# What I learned from writing synchronization barriers

Before starting project 2 (for my advanced operating systems course), I took a snapshot of my understanding of synchronization barriers. In retrospect, I’m glad I took 10 minutes out of my day to jot down what I did (and did not) know because now, I get a clearer pictur eof what I learned. Overall, I feel the project was worthwhile and I gained not only some theoretical knowledge of computer science but I was also able to flex my C development skills, writing about 500 lines of code.

# Discovered a subtle race condition with lecture’s pseudo code

Just by looking at the diagram below, it’s not obvious that there’s a subtle race condition hidden. I only was able to identify it after whipping up some code (below) and analyzing the concurrent flows. I elaborate a little more on the race condition — which results in a deadlock — in this blog post.

```
/*
* Race condition possible here. Say 2 threads enter, thread A and
* (count &amp;gt; 0) loop. But just before then, thread B enters (count == 0)
* and sets count = 2. At which point, we have a deadlock, thread A
* cannot break free out of the barrier
*
*/

if (count == 0) {
} else {
while (count &amp;gt; 0) {
printf("Spinning .... count = %d\n", count);
}
printf("Spinning on count\n");
}
}

```

# Data Structures and Algorithms

## How to represent a tree based algorithm using multi-dimensional arrays in C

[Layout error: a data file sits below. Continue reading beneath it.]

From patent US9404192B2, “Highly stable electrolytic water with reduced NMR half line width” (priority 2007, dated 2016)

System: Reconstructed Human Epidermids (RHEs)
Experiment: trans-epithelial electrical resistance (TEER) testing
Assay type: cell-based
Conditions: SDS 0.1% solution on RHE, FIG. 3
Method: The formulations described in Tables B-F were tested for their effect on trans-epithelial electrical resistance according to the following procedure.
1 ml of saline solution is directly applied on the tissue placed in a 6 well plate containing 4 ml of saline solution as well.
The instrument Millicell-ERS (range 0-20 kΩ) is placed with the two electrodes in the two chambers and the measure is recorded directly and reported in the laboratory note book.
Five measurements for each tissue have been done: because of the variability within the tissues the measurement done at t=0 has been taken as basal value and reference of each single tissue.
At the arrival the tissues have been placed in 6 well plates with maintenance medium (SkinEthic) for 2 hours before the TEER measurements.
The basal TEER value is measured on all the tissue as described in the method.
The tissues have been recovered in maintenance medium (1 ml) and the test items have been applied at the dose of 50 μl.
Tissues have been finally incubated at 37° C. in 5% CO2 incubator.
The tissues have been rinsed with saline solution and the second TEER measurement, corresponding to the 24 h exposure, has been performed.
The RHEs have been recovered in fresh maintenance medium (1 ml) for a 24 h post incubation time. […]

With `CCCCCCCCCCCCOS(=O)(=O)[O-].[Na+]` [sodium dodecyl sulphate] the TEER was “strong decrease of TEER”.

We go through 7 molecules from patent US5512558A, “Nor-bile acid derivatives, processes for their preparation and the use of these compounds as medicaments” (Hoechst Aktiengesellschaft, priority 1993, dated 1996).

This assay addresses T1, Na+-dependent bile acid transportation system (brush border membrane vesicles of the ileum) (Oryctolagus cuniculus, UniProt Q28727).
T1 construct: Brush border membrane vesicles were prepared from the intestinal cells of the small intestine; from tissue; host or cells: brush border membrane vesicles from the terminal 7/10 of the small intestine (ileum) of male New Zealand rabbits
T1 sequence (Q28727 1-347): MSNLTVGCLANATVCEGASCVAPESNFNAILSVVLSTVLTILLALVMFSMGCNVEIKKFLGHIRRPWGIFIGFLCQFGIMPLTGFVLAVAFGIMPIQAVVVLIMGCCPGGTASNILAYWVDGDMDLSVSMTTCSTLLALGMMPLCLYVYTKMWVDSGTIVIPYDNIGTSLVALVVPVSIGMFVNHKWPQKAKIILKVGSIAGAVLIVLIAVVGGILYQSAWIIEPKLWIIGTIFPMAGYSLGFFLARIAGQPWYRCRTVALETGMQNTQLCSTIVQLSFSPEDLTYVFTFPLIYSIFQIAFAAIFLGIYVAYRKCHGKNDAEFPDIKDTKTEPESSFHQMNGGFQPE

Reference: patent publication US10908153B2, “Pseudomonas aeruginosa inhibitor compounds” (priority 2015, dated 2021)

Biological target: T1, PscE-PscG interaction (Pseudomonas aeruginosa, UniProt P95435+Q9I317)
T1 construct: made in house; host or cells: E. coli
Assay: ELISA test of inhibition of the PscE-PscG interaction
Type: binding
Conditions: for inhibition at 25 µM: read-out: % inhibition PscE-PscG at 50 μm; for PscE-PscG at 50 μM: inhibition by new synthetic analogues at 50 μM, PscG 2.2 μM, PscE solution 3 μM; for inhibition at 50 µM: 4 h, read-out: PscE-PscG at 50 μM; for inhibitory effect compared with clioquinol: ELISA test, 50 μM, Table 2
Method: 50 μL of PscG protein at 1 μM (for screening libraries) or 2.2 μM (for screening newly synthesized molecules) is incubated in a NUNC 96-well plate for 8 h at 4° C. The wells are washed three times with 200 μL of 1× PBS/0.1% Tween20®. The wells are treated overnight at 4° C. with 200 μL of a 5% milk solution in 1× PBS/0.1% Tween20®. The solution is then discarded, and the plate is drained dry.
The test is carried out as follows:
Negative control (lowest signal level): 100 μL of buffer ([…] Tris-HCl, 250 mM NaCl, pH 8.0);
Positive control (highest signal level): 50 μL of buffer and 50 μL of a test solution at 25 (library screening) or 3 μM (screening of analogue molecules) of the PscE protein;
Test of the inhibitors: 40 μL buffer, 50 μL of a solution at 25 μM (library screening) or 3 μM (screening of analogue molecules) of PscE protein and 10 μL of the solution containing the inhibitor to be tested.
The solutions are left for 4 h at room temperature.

For both the dissemination and tournament barrier, I had to build multi-dimensional arrays in C. I initially had a difficult time envisioning the data structure described in the research papers, asking myself questions such as “what do I use to index into the first index?”. Initially, my intuition thought that for the tournament barrier, I’d index into the first array using the round ID  but in fact you index into the array using the rank (or thread id) and that array stores the role for each round.

```typedef struct {
bool myflags[PARITY_BIT][MAX_ROUNDS];
bool *partnerflags[PARITY_BIT][MAX_ROUNDS];
} flags_t;

void flags_init(flags_t flags[MAX_ROUNDS])
{
int i,j,k;

for (i = 0; i < MAX_NUM_THREADS; i++) {
for (j = 0; j < PARITY_BIT; j++) {
for (k = 0; k < MAX_NUM_THREADS; k++) {
flags[i].myflags[j][k] = false;
}
}
}
}
```

# OpenMP and OpenMPI

Prior to starting I never heard of neither OpenMP nor OpenMPI. Overall, they are two impressive pieces of software that makes multi-threading (and message passing) way easier, much better than dealing with the Linux pthreads library.

# Summary

Overall, the project was rewarding and my understanding of synchronization barriers (and the various flavors) were strengthen by hands on development. And if I ever need to write concurrent software for a professional project, I’ll definitely consider using OpenMP and OpenMPI instead of low level libraries like PThread.

Matt Chung